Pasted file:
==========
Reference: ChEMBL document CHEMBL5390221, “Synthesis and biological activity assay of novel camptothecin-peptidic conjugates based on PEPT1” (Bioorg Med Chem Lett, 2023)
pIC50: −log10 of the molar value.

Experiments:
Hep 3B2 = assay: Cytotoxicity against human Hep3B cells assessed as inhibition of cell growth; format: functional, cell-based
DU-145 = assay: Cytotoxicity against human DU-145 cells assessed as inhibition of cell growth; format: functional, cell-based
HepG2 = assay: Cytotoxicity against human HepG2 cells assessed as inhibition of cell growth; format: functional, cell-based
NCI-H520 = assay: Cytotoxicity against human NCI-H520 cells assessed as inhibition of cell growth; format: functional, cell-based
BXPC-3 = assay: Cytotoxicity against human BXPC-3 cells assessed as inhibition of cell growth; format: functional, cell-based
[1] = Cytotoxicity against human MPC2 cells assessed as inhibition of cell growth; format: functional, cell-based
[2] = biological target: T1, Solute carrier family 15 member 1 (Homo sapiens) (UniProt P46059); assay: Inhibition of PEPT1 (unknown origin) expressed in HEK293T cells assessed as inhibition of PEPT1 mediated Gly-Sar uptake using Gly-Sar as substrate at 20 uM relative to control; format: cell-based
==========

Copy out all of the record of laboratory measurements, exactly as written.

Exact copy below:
Reference: ChEMBL document CHEMBL5390221, “Synthesis and biological activity assay of novel camptothecin-peptidic conjugates based on PEPT1” (Bioorg Med Chem Lett, 2023)
pIC50: −log10 of the molar value.

Experiments:
Hep 3B2 = assay: Cytotoxicity against human Hep3B cells assessed as inhibition of cell growth; format: functional, cell-based
DU-145 = assay: Cytotoxicity against human DU-145 cells assessed as inhibition of cell growth; format: functional, cell-based
HepG2 = assay: Cytotoxicity against human HepG2 cells assessed as inhibition of cell growth; format: functional, cell-based
NCI-H520 = assay: Cytotoxicity against human NCI-H520 cells assessed as inhibition of cell growth; format: functional, cell-based
BXPC-3 = assay: Cytotoxicity against human BXPC-3 cells assessed as inhibition of cell growth; format: functional, cell-based
[1] = Cytotoxicity against human MPC2 cells assessed as inhibition of cell growth; format: functional, cell-based
[2] = biological target: T1, Solute carrier family 15 member 1 (Homo sapiens) (UniProt P46059); assay: Inhibition of PEPT1 (unknown origin) expressed in HEK293T cells assessed as inhibition of PEPT1 mediated Gly-Sar uptake using Gly-Sar as substrate at 20 uM relative to control; format: cell-based